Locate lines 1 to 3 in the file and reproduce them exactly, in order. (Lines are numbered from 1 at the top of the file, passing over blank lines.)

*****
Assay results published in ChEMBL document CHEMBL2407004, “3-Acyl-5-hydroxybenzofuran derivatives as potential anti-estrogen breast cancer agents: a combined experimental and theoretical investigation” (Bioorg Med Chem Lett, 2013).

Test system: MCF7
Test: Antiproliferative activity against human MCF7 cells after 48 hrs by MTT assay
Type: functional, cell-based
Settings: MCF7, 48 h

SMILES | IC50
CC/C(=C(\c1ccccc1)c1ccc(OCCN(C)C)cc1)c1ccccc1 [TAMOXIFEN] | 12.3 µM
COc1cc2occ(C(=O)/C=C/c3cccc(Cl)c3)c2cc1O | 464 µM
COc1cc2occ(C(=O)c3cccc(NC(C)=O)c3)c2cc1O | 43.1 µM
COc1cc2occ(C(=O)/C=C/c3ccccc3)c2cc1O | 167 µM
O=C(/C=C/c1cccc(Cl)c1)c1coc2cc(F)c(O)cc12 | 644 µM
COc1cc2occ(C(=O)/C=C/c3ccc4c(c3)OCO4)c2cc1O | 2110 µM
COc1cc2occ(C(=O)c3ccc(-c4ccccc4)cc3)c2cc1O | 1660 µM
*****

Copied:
Assay results published in ChEMBL document CHEMBL2407004, “3-Acyl-5-hydroxybenzofuran derivatives as potential anti-estrogen breast cancer agents: a combined experimental and theoretical investigation” (Bioorg Med Chem Lett, 2013).

Test system: MCF7
Test: Antiproliferative activity against human MCF7 cells after 48 hrs by MTT assay